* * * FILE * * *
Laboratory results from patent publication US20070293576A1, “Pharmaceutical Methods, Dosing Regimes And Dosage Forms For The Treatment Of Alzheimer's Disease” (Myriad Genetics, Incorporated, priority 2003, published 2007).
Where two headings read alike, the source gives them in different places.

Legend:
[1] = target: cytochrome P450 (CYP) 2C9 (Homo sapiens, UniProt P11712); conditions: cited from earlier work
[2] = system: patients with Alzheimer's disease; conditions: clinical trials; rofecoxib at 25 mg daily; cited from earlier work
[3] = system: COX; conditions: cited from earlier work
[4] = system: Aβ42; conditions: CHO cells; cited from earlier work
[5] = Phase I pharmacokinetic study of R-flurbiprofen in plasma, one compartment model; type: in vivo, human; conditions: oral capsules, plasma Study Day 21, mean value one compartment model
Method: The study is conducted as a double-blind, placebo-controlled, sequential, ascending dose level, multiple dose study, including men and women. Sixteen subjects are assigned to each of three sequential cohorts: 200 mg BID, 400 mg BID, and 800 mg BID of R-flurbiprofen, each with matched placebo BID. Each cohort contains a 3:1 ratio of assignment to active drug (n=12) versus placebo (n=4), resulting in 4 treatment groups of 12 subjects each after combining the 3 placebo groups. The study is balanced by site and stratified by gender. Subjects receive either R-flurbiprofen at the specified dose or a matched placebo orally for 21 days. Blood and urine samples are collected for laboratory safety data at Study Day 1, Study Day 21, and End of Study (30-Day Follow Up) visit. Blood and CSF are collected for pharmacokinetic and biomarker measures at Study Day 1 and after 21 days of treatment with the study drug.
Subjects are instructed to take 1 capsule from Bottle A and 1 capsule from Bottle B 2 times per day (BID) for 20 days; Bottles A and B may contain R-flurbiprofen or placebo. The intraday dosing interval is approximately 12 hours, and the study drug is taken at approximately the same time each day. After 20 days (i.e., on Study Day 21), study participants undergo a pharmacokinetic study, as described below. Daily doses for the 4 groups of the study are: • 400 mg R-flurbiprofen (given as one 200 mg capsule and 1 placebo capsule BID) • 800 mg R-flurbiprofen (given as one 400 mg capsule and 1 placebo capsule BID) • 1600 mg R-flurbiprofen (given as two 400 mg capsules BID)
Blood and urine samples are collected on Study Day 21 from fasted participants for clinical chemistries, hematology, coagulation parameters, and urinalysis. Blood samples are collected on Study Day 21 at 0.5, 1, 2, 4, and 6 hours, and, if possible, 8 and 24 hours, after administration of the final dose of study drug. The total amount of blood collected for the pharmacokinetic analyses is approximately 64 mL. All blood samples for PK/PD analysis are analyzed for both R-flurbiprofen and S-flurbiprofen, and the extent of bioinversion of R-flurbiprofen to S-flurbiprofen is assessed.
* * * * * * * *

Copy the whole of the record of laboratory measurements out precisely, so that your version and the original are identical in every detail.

Laboratory results from patent publication US20070293576A1, “Pharmaceutical Methods, Dosing Regimes And Dosage Forms For The Treatment Of Alzheimer's Disease” (Myriad Genetics, Incorporated, priority 2003, published 2007).
Where two headings read alike, the source gives them in different places.

Legend:
[1] = target: cytochrome P450 (CYP) 2C9 (Homo sapiens, UniProt P11712); conditions: cited from earlier work
[2] = system: patients with Alzheimer's disease; conditions: clinical trials; rofecoxib at 25 mg daily; cited from earlier work
[3] = system: COX; conditions: cited from earlier work
[4] = system: Aβ42; conditions: CHO cells; cited from earlier work
[5] = Phase I pharmacokinetic study of R-flurbiprofen in plasma, one compartment model; type: in vivo, human; conditions: oral capsules, plasma Study Day 21, mean value one compartment model
Method: The study is conducted as a double-blind, placebo-controlled, sequential, ascending dose level, multiple dose study, including men and women. Sixteen subjects are assigned to each of three sequential cohorts: 200 mg BID, 400 mg BID, and 800 mg BID of R-flurbiprofen, each with matched placebo BID. Each cohort contains a 3:1 ratio of assignment to active drug (n=12) versus placebo (n=4), resulting in 4 treatment groups of 12 subjects each after combining the 3 placebo groups. The study is balanced by site and stratified by gender. Subjects receive either R-flurbiprofen at the specified dose or a matched placebo orally for 21 days. Blood and urine samples are collected for laboratory safety data at Study Day 1, Study Day 21, and End of Study (30-Day Follow Up) visit. Blood and CSF are collected for pharmacokinetic and biomarker measures at Study Day 1 and after 21 days of treatment with the study drug.
Subjects are instructed to take 1 capsule from Bottle A and 1 capsule from Bottle B 2 times per day (BID) for 20 days; Bottles A and B may contain R-flurbiprofen or placebo. The intraday dosing interval is approximately 12 hours, and the study drug is taken at approximately the same time each day. After 20 days (i.e., on Study Day 21), study participants undergo a pharmacokinetic study, as described below. Daily doses for the 4 groups of the study are: • 400 mg R-flurbiprofen (given as one 200 mg capsule and 1 placebo capsule BID) • 800 mg R-flurbiprofen (given as one 400 mg capsule and 1 placebo capsule BID) • 1600 mg R-flurbiprofen (given as two 400 mg capsules BID)
Blood and urine samples are collected on Study Day 21 from fasted participants for clinical chemistries, hematology, coagulation parameters, and urinalysis. Blood samples are collected on Study Day 21 at 0.5, 1, 2, 4, and 6 hours, and, if possible, 8 and 24 hours, after administration of the final dose of study drug. The total amount of blood collected for the pharmacokinetic analyses is approximately 64 mL. All blood samples for PK/PD analysis are analyzed for both R-flurbiprofen and S-flurbiprofen, and the extent of bioinversion of R-flurbiprofen to S-flurbiprofen is assessed.